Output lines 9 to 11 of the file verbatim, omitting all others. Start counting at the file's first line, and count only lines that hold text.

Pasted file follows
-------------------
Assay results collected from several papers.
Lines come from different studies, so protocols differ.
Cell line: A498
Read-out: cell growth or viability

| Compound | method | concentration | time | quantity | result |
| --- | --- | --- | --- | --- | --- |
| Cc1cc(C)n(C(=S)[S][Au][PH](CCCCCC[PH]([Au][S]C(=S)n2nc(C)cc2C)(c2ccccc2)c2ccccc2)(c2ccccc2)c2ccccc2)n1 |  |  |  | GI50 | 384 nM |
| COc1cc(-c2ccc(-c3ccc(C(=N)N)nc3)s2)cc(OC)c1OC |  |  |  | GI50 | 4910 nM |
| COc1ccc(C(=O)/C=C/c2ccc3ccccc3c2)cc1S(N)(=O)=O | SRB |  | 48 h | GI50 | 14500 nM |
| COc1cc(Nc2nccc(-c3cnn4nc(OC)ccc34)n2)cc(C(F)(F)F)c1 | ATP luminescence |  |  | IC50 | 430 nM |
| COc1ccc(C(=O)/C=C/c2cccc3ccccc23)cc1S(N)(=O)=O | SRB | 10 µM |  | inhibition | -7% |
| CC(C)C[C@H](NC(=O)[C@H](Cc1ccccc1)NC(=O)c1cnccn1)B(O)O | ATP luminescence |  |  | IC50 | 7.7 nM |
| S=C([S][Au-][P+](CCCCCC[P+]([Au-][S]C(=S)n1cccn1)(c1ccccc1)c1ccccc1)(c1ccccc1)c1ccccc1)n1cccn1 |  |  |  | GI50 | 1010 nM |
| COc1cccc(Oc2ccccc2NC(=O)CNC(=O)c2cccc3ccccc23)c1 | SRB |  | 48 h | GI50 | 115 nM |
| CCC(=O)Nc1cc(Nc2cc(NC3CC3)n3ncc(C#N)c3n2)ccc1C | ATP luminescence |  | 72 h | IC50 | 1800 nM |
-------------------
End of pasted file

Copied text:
| COc1ccc(C(=O)/C=C/c2ccc3ccccc3c2)cc1S(N)(=O)=O | SRB |  | 48 h | GI50 | 14500 nM |
| COc1cc(Nc2nccc(-c3cnn4nc(OC)ccc34)n2)cc(C(F)(F)F)c1 | ATP luminescence |  |  | IC50 | 430 nM |
| COc1ccc(C(=O)/C=C/c2cccc3ccccc23)cc1S(N)(=O)=O | SRB | 10 µM |  | inhibition | -7% |